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Malta's opposition leader Joseph Muscat sought to consolidate his advantage Sunday over embattled Prime Minister Lawrence Gonzi a week before the tiny Mediterranean island holds elections.
Gonzi's Nationalist Party (PN) has ruled Malta since 1987, except for a 22-month stint in the 1990s, but Muscat's Labour Party (PL) is leading by 12 percentage points in the latest polls -- though many of the country's 332,000 voters remain undecided or have shunned pollsters' questions.
As they have each Sunday since the campaign began on January 7, the parties rallied their supporters in two mass meetings, Muscat calling for change and Gonzi threatening it could spell the end of economic stability.
In the central town of Floriana, Muscat urged voters to choose a "Malta for All", the slogan of a campaign inspired by US President Barack Obama.
"This choice is historical in itself because it discards the politics of colours, of red and blue, and sees the birth of one united nation. It is a clear choice between the past that divides and a future that unites," he said.
Since he took over the party in 2008, Muscat, 39, has sought to broaden Labour's membership and buried its old symbolic colour red.
During its last stint in power -- 22 months between 1996 and 1998 -- the party introduced no less than 33 new taxes. It is basing its current campaign on a promise to lower energy rates by 25 percent.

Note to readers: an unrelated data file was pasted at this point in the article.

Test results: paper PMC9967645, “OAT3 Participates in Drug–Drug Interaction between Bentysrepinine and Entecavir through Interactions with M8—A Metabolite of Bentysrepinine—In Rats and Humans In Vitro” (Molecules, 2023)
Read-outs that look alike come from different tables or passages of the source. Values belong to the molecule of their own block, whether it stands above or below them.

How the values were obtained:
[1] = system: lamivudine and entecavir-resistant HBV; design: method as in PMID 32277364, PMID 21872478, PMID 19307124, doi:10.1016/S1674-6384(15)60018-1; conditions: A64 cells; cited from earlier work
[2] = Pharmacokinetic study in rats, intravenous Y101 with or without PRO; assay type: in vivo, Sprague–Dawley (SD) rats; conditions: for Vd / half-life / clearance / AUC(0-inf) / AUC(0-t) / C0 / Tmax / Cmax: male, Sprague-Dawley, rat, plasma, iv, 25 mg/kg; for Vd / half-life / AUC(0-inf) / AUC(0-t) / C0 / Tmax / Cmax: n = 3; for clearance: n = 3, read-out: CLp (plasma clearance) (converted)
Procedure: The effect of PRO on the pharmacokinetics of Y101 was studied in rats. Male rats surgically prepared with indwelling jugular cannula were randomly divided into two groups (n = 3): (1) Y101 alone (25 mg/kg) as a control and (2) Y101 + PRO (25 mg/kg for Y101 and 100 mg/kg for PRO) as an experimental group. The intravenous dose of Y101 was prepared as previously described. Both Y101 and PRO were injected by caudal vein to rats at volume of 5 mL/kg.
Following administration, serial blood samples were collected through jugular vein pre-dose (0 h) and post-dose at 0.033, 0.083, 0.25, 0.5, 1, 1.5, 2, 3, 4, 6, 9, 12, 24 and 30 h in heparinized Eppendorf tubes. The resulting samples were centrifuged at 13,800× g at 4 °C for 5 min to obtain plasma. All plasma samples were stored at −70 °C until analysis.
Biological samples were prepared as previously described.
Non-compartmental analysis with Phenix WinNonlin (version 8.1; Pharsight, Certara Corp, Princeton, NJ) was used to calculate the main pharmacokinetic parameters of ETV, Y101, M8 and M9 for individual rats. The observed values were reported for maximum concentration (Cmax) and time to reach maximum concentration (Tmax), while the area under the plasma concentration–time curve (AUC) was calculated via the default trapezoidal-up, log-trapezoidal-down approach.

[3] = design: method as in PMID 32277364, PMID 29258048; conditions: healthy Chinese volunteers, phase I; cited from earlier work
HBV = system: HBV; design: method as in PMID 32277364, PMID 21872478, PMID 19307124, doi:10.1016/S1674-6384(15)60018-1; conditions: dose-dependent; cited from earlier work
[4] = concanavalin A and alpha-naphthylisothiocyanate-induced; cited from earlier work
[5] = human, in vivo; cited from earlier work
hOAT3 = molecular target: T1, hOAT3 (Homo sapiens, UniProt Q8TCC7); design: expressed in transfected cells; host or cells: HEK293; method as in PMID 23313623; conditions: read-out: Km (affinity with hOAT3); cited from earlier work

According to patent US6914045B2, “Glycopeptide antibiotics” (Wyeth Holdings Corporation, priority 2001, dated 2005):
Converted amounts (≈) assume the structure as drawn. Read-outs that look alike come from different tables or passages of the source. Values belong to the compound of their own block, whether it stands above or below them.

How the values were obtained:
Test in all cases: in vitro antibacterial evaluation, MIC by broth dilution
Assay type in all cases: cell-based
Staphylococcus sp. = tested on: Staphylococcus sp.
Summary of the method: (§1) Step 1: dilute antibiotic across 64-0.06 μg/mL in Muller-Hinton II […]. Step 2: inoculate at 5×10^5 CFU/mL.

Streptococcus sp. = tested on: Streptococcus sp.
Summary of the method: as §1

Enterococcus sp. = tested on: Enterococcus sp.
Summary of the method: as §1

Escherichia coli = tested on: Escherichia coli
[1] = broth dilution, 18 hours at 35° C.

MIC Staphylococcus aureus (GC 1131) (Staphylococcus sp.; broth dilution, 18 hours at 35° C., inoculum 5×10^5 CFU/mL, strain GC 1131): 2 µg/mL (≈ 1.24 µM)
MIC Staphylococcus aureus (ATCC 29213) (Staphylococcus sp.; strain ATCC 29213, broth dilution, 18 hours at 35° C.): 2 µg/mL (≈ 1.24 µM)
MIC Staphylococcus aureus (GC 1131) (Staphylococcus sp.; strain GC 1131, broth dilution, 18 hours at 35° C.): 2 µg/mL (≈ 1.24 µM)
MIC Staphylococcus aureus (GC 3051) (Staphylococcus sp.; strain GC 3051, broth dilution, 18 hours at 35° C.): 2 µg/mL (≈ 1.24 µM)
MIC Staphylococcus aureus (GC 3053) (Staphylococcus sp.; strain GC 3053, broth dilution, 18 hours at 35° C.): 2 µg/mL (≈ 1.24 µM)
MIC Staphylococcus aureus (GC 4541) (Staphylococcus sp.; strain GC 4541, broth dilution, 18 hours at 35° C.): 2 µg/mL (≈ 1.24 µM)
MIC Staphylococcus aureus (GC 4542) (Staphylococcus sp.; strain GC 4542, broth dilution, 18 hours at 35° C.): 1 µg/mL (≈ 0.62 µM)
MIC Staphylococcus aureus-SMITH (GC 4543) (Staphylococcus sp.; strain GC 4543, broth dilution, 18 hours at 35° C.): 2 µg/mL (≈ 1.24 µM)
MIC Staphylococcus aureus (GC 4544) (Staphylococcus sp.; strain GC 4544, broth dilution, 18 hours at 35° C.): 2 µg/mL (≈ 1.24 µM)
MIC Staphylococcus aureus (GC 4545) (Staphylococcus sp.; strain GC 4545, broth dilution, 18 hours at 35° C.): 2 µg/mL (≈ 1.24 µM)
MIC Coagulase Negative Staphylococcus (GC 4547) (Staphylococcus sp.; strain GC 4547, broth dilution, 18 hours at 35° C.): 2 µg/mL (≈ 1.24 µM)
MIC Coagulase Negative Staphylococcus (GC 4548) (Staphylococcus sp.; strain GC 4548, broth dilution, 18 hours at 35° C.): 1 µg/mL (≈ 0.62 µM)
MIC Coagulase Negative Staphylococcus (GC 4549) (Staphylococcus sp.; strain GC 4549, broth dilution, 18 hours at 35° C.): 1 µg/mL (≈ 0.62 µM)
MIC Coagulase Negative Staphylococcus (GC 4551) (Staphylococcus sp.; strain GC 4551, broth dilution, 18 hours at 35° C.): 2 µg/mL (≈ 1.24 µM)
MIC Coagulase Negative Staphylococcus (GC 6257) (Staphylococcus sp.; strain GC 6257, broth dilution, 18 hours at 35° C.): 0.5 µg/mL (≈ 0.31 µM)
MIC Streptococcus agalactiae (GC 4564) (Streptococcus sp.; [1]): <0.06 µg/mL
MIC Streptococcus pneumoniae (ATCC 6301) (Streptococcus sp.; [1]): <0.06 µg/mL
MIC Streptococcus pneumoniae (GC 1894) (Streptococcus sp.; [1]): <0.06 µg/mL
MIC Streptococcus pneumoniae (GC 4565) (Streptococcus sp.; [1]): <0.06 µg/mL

Gonzi, whose own slogan is "A Secure Future", has built his campaign around economic performance, saying he protected the economy when other European countries were in dire straits.
"We know we have made mistakes but we can come to you with our heads held high because we delivered," he told supporters in the central town of Sliema.
"Malta never had such a high level of employment, four of the last five years saw records in tourism and the deficit has been reigned in. We created 20,000 jobs during the economic turmoil so all we need is your vote to continue in this path."
Malta's unemployment rate is around six percent and economic growth was 1.7 percent last year.
Gonzi has been in office since 2004. He was forced to call elections slightly ahead of schedule after one of the government's own lawmakers went against his party on a December budget vote, robbing it of its one-seat majority.